Since its formation over 225 years ago, the Mumbai Fire Brigade has lived up to its credo of Valour, Abnegation and Sacrifice. The Brigadeís heroic and selfless "men in blue" face a daunting challenge in a congested city where fire hazards are endemic.
By Rashna Ardesher
In our poverty-stricken nation, imagine gold bars falling through the roof into your house. Well, maybe youíd think that God had answered your prayers at last, and a chamatkaar had taken place. This happened once to a Parsi gentleman named Burjorji Cooverji Motivala, when a gold bar crashed through the roof of his third floor apartment at Kukana House in Girgaum.
But this was no chamatkaar for Motivala. It was the ill-fated and unforgettable Bombay Docks (called the Victoria Docks at that time) explosions on 14 April, 1944. The ship, Fort Stikine, about to unload dried fish, cotton bales from Karachi, timber, gunpowder, ammunition and gold bars from London, at the Bombay Docks, blew up and sent its lethal combination of cargo soaring to a height of 3,000 feet like flying saucers!
The explosions were so loud that windows rattled and shattered as far away as Dadar. Both Bombay Central (BB&CI) and Victoria Terminus (GIP) Stations were packed to capacity with panic-stricken people fleeing the city in whichever train they could board for their villages, for rumours spread like wildfire that the explosions signalled the commencement of hostilities by the Japanese akin to the surprise attack on Pearl Harbor in the Hawaiian islands in December 1941. Nobody is certain how the fire started but the two explosions that followed one after the other at 4.06 p.m. and 4.40 p.m. were so devastating that several Dock workers were killed instantly. About 300 acres of the Dock were laid waste and 14 other ships in the vicinity blown to smithereens. Of course, Burjorji was scared, but safe and sound. An honest citizen, he promptly returned the gold bar to the authorities, for which he was presented with an award of Rs. 999, which he donated to the relief work in the Docks.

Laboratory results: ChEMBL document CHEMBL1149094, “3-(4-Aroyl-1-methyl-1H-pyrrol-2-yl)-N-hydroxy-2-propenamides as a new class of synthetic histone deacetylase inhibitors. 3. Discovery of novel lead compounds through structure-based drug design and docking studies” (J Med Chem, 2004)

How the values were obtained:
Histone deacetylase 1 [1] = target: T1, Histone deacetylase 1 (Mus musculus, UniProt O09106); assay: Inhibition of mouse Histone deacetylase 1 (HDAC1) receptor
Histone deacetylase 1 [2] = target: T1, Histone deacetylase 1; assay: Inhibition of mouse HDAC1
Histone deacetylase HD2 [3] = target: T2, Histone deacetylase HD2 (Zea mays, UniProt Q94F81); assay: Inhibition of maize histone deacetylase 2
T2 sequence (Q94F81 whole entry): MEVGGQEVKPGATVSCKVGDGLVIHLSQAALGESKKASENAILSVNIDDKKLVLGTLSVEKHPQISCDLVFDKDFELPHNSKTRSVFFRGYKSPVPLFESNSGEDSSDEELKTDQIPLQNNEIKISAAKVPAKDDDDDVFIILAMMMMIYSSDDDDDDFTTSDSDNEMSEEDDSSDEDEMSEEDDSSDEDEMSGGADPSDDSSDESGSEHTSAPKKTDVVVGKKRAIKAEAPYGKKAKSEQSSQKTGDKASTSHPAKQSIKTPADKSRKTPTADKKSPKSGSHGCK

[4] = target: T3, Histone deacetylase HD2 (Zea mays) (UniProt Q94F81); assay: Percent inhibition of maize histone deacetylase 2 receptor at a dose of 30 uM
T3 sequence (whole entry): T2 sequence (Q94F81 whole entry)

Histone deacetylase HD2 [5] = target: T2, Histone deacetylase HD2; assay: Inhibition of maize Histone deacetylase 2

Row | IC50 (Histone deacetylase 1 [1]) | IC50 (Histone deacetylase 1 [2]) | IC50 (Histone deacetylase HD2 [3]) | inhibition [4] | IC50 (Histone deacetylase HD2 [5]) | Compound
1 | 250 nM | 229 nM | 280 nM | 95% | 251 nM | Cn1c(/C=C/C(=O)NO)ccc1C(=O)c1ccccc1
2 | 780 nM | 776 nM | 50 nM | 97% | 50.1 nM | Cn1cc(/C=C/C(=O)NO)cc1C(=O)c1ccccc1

In the midst of all the chaos and loss of life (336 people died and 1,040 were injured), it was the Bombay Fire Brigade that remained undaunted and faced the challenge. Through unmatched tenacity, perseverance, devotion to duty and gallantry, the officers and men of the Brigade battled the conflagrations. The firefighting operations continued for over a month. For the Bombay Fire Brigade the significance of the Bombay Docks explosion lies in the sacrifice of 66 heroic officers and men, who laid down their lives at the altar of duty and established a glorious heritage for the Brigade. A majority of the brave men of the Brigade, who answered the call to duty immediately after the first blast, lost their lives in the second explosion. Many more were disabled for life and a large number of fire appliances and equipment were destroyed or damaged. Lovejoy Sicil Dady Mehervanjee, a sub-leader with the Bombay Auxiliary Fire Service, was the only lucky person, who, in spite of multiple injuries, was absorbed back as Station Officer with the Bombay Fire Brigade. He went on to become Chief Fire Officer of the Brigade on Parsi New Year Day, 1 September, 1978. Now retired, he lives with his memories.
In recognition of this supreme sacrifice, the citizens of Bombay erected a Memorial Column at the Fire Brigade Headquarters and the Government of India declared 14 April as Fire Services Day to be observed nationwide every year. The entire nation took pride in the Brigade, which set a memorable example for other Fire Services to emulate.